Almost any type of wood could be used to build furniture, but some woods have always been favored for their beauty, durability, and workability. Being able to identify the type of wood used for your furniture can help you determine its true value. Wood identification can be the deciding factor when you aren't certain if a piece is worth refinishing or if it should be trashed.

White Oak

  • Color: Warm natural brown tones that when naturally finished can coordinate with virtually any interior color scheme.  White oak takes stain very well and is often used to customize color, as the neutral tone of the wood allows the stain to achieve a more consistent accurate tone.

  • Grades: Original grade will contain knots, mineral streaking, ingrown bark and even an occasional worm hole; best used for when a more rustic country feel. Signature grade is a mix of the original and heirloom grades. By using the whole log and mixing character boards with refined cleaner boards, you create a very natural organic look. Heirloom grade will allow for natural tone variation from board to board, but minimizing the knot content creates a much more refined look

  • Design options: Add a texture. Texture is a great way to make your floor look aged. Scrape the edge to create a historically accurate seam or brush the face for a more worn look. Also, White Oak takes stain very well, so is often used to customize color because the neutral tone of the wood allows the stain to achieve a more consistent accurate tone.  

  • Durability: White Oak is extremely hard and will withstand even the most difficult traffic while resisting dents and dings of everyday life.

  • Best for: Any area of the home where a timeless design foundation is desired.

Hickory

  • Color: Hickory is best known for its color variation. It contains light beige to darker brown heart tones, contrasting with the cream color of the sap that runs down the edges of the board. Many customers choose to highlight this natural variation by simply finishing the wood in a clear finish.  However, using a stain can neutralize the color variation.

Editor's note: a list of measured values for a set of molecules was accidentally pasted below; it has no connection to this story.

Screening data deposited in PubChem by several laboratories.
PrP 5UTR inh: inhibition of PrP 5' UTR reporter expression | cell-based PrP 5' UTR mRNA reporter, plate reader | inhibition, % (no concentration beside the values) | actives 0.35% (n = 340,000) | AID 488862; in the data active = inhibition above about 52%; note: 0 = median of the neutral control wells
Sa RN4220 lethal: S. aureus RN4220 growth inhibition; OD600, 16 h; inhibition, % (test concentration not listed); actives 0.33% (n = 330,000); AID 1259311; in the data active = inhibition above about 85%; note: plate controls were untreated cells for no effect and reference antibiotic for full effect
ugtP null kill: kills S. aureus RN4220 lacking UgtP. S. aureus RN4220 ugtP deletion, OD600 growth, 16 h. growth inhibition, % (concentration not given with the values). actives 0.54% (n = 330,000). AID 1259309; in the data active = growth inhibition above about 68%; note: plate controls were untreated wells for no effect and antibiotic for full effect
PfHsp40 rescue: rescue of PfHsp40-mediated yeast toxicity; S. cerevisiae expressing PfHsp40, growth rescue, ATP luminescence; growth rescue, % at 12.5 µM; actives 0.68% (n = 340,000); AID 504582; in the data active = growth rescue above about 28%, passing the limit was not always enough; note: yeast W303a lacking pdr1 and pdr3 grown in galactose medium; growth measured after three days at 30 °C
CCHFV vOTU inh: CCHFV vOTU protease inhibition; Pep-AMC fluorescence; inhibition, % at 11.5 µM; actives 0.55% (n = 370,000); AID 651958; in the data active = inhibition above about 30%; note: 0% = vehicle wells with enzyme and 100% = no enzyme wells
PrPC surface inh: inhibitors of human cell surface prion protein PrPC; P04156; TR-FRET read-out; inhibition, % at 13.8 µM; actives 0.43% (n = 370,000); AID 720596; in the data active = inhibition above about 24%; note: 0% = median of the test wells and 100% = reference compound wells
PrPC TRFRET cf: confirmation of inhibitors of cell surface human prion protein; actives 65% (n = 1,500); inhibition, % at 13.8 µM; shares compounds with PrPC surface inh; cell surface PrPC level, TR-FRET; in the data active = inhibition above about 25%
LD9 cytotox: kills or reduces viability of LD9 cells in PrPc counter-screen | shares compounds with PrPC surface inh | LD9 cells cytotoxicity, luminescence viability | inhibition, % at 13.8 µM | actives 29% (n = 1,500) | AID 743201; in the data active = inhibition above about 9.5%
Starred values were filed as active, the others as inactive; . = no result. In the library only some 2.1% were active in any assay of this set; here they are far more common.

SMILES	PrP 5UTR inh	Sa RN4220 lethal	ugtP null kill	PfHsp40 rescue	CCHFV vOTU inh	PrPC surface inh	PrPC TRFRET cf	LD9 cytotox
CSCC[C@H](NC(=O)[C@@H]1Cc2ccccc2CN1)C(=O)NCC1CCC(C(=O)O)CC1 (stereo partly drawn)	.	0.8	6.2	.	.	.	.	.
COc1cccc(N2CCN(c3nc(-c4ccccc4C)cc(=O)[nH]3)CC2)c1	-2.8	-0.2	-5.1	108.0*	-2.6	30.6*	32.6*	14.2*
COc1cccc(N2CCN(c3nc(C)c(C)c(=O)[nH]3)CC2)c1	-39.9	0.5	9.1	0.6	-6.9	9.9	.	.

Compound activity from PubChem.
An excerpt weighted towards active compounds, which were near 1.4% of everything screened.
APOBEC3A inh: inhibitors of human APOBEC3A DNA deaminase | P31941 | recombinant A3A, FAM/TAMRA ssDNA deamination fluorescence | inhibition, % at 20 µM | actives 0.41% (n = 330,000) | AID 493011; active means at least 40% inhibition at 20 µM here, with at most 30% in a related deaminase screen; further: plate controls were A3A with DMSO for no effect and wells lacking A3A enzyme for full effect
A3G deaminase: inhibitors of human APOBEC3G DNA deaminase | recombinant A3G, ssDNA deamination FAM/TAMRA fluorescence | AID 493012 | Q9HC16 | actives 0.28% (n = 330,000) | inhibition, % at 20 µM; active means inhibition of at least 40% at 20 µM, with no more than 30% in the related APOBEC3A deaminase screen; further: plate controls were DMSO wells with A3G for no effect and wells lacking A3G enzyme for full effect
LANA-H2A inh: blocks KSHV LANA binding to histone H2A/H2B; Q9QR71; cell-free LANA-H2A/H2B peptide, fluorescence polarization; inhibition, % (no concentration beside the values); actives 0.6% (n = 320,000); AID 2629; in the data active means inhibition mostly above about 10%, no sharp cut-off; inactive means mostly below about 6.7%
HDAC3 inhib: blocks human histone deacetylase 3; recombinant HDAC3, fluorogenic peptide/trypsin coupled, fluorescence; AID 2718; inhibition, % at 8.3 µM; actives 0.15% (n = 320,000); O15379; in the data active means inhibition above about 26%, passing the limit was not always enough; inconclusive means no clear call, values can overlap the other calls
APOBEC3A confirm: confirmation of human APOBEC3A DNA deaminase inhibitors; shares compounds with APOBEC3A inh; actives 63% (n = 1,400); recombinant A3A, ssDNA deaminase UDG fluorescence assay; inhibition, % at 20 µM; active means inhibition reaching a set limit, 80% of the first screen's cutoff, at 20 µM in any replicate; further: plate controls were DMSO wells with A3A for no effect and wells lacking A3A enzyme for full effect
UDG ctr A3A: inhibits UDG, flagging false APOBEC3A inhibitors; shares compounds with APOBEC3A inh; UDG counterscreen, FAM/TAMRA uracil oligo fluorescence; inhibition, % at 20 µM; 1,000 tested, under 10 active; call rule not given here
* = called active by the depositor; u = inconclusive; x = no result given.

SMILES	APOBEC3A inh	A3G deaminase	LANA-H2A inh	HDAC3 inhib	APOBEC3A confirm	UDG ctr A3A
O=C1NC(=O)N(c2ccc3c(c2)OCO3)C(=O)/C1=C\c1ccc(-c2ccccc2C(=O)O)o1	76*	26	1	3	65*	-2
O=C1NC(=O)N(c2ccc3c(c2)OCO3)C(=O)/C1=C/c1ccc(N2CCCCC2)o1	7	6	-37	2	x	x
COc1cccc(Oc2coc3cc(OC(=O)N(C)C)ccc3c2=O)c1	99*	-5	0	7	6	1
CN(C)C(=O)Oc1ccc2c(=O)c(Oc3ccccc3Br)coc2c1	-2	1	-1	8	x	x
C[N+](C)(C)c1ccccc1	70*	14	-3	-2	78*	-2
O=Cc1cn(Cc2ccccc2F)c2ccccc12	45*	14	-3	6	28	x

• Grades: Original grade will contain knots and mineral streaking in grown bark; best used for when a more rustic country feel is desired. Hickory is unique in that the character is darker black and really stands out in sharp contrast to the lighter wood. Signature grade is a mix of the original and heirloom grades.  By using the whole log and mixing character boards with refined cleaner boards, you create a very natural organic look. The heirloom grade will allow for natural tone variation between the heart and sap from board to board, but minimizes the knot content thereby creating a much more refined look.

  • Design options: From scraping the edge to create a historically accurate seam, to brushing the face for a more worn look, texture is a great way to make your floor look aged. Hickory takes stain very well and is often used to customize color. However, if you go too dark it will be difficult to determine the difference between Hickory and White Oak. Mid to lighter tones will maintain some of the natural color variation that Hickory is prized for.

  • Durability: Hickory is extremely hard and will withstand even the most difficult traffic while resisting dents and dings of everyday life.

  • Best for: Any area of the home.  

Walnut

  • Color: Walnut is best known for its dark brown color. When finished with an amber or oil finish, it darkens to a rich chocolaty tone. However, more recently clear finishes are being used to achieve a lighter brown tone with a hint of gray. Walnut is rarely stained, as it is so prized for its natural color.

  • Grades: Original grade will contain knots in grown bark and other character from the original timber. This grade is best used for when a more rustic country feel is desired. Walnut is unique because the heartwood is dark brown and is similar color to the knots. Signature grade is a mix of the original and heirloom grades. By using the whole log and mixing character boards with refined cleaner boards, you create a very natural organic look. Heirloom grade in Walnut will still contain some knots; a slight amount of sapwood and color variation in the heartwood. It is still a more formal floor overall, but will have more character than the Heirloom Grade in other woods.  

  • Design options: Walnut is widely chosen for a brushed or foot-worn texture. A thinned stain can be used to achieve a more monochromatic color tone. 

  • Durability: Walnut is softer than other hardwoods and will show some dents and dings from every day wear.

  • Best for: Any area of the home.